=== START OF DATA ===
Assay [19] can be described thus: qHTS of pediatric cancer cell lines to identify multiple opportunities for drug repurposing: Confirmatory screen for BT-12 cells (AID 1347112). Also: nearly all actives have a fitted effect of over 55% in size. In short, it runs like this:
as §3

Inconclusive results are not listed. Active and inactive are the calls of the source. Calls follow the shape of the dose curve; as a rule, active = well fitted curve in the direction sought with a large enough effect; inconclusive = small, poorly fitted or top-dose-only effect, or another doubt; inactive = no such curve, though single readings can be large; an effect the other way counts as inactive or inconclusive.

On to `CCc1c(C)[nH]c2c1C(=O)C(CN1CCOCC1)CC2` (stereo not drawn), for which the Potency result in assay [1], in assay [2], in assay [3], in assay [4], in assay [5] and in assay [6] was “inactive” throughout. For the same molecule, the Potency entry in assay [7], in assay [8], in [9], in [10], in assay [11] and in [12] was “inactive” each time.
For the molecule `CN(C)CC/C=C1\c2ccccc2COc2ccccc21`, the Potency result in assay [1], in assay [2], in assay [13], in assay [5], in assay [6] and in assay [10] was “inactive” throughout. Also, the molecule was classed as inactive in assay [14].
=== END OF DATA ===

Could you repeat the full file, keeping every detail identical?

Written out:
Assay [19] can be described thus: qHTS of pediatric cancer cell lines to identify multiple opportunities for drug repurposing: Confirmatory screen for BT-12 cells (AID 1347112). Also: nearly all actives have a fitted effect of over 55% in size. In short, it runs like this:
as §3

Inconclusive results are not listed. Active and inactive are the calls of the source. Calls follow the shape of the dose curve; as a rule, active = well fitted curve in the direction sought with a large enough effect; inconclusive = small, poorly fitted or top-dose-only effect, or another doubt; inactive = no such curve, though single readings can be large; an effect the other way counts as inactive or inconclusive.

On to `CCc1c(C)[nH]c2c1C(=O)C(CN1CCOCC1)CC2` (stereo not drawn), for which the Potency result in assay [1], in assay [2], in assay [3], in assay [4], in assay [5] and in assay [6] was “inactive” throughout. For the same molecule, the Potency entry in assay [7], in assay [8], in [9], in [10], in assay [11] and in [12] was “inactive” each time.
For the molecule `CN(C)CC/C=C1\c2ccccc2COc2ccccc21`, the Potency result in assay [1], in assay [2], in assay [13], in assay [5], in assay [6] and in assay [10] was “inactive” throughout. Also, the molecule was classed as inactive in assay [14].